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«Eye Of The Storm aka Midnight Man», Jack Higgins

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They stood at the bar and the old man looked worried. “No trouble,” the younger one said. “We only want a drink.”

The big man turned and looked at Dillon. “It seems as if we’ve got one right here.” He crossed to the table, picked up Dillon’s glass and drank from it. “Our friend doesn’t mind, do you?”

Without getting out of his chair Dillon raised his left foot and stamped downwards against the bearded man’s kneecap. The man went down with a choked cry, grabbing at the table, and Dillon stood. The bearded man tried to pull himself up and sank into one of the chairs. His friend took a hand from his pocket, springing the blade of a gutting knife, and Dillon’s left hand came up holding the Walther PPK.

“On the bar. Christ, you never learn, people like you, do you? Now get this piece of dung on his feet and out of here while I’m still in a good mood. You’ll need the casualty department of the nearest hospital, by the way. I seem to have dislodged his kneecap.”

The small man went to his friend and struggled to get him on his feet. They stood there for a moment, the bearded man’s face twisted in agony. Dillon went and opened the door, the rain pouring relentlessly down outside.

As they lurched past him, he said, “Have a good night,” and closed the door.

Still holding the Walther in his left hand, he lit a cigarette using a match from the stand on the bar and smiled at the old barman, who looked terrified. “Don’t worry, Dad, not your problem.” Then he leaned against the bar and called in English, “All right, Makeev, I know you’re there, so let’s be having you.”

The curtain parted and Makeev and Aroun stepped through.

“My dear Sean, it’s good to see you again.”

“And aren’t you the wonder of the world?” Dillon said, just the trace of an Ulster accent in his voice. “One minute trying to stitch me up, the next all sweetness and light.”

“It was necessary, Sean,” Makeev said. “I needed to make a point to my friend here. Let me introduce you.”

“No need,” Dillon told him. “I’ve seen his picture often enough. If it’s not on the financial pages, it’s usually in the society magazines. Michael Aroun, isn’t it? The man with all the money in the world.”

“Not quite all, Mr. Dillon.” Aroun put a hand out.

Dillon ignored it. “We’ll skip the courtesies, my old son, while you tell whoever is standing on the other side of that curtain to come out.”

“Rashid, do as he says,” Aroun called, and said to Dillon, “It’s only my aide.”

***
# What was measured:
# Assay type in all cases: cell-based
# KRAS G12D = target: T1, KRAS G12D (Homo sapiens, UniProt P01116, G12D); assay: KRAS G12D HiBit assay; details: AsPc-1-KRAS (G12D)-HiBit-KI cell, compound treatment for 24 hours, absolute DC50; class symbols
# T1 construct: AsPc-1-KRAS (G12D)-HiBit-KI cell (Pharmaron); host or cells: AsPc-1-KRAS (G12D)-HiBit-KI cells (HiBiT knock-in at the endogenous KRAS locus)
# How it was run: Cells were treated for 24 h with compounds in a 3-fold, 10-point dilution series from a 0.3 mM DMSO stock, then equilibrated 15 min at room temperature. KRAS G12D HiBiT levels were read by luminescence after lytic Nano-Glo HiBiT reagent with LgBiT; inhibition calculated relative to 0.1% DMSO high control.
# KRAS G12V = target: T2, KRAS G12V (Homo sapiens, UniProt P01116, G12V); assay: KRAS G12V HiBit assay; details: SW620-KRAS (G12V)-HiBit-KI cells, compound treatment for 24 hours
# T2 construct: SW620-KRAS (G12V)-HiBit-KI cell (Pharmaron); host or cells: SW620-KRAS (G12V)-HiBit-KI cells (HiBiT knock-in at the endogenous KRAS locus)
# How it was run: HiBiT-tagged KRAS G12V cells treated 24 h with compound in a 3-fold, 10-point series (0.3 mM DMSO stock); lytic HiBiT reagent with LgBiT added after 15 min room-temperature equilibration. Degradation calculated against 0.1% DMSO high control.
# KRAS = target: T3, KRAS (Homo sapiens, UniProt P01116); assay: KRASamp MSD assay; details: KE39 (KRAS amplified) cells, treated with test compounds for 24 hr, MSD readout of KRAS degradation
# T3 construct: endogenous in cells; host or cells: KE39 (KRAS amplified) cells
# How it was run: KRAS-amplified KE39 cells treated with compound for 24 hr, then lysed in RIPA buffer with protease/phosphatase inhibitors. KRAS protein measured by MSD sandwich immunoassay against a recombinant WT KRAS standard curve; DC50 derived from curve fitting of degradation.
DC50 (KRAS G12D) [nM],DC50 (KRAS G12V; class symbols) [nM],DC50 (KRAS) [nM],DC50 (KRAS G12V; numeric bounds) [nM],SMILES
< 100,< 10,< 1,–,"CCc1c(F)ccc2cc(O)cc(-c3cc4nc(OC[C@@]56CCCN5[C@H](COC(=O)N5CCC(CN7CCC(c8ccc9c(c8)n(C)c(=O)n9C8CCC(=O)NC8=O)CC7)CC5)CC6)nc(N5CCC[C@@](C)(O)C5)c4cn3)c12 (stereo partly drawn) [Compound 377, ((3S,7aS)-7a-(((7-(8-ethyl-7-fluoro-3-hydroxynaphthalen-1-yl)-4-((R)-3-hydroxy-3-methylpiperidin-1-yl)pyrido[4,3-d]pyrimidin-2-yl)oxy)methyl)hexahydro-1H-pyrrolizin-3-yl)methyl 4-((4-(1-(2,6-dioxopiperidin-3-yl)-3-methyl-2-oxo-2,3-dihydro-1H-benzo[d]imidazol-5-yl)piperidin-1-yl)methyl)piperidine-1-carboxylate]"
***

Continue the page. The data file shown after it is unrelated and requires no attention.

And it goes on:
The young man who stepped through had a dark, watchful face, and wore a leather car coat, the collar turned up, his hands thrust deep in the pockets.

Dillon knew a professional when he saw one. “Plain view.” He motioned with the Walther. Rashid actually smiled and took his hands from his pockets. “Good,” Dillon said. “I’ll be on my way, then.”

He turned and got the door open. Makeev said, “Sean, be reasonable. We only want to talk. A job, Sean.”

“Sorry, Makeev, but I don’t like the way you do business.”

“Not even for a million, Mr. Dillon?” Michael Aroun said.

Dillon paused and turned to look at him calmly, then smiled, again with enormous charm. “Would that be in pounds or dollars, Mr. Aroun?” he asked and walked out into the rain.

As the door banged Aroun said, “We’ve lost him.”

“Not at all,” Makeev said. “A strange one this, believe me.” He turned to Rashid. “You have your portable phone?”

“Yes, Colonel.”

“Good. Get after him. Stick to him like glue. When he settles, phone me. We’ll be at Avenue Victor Hugo.”

Rashid didn’t say a word, simply went. Aroun took out his wallet and extracted a thousand-franc note, which he placed on the bar. He said to the barman, who was looking totally bewildered, “We’re very grateful,” then turned and followed Makeev out.

As he slid behind the wheel of the black Mercedes saloon, he said to the Russian, “He never even hesitated back there.”

“A remarkable man, Sean Dillon,” Makeev said as they drove away. “He first picked up a gun for the IRA in nineteen seventy-one. Twenty years, Michael, twenty years and he hasn’t seen the inside of a cell once. He was involved in the Mountbatten business. Then he became too hot for his own people to handle so he moved to Europe. As I told you, he’s worked for everyone. The PLO, the Red Brigade in Germany in the old days. The Basque national movement, the ETA. He killed a Spanish general for them.”

“And the KGB?”

“But of course. He’s worked for us on many occasions. We always use the best and Sean Dillon is exactly that. He speaks English and Irish, not that that bothers you, fluent French and German, reasonable Arabic, Italian and Russian.”

“And no one has ever caught him in twenty years. How could anyone be that lucky?”

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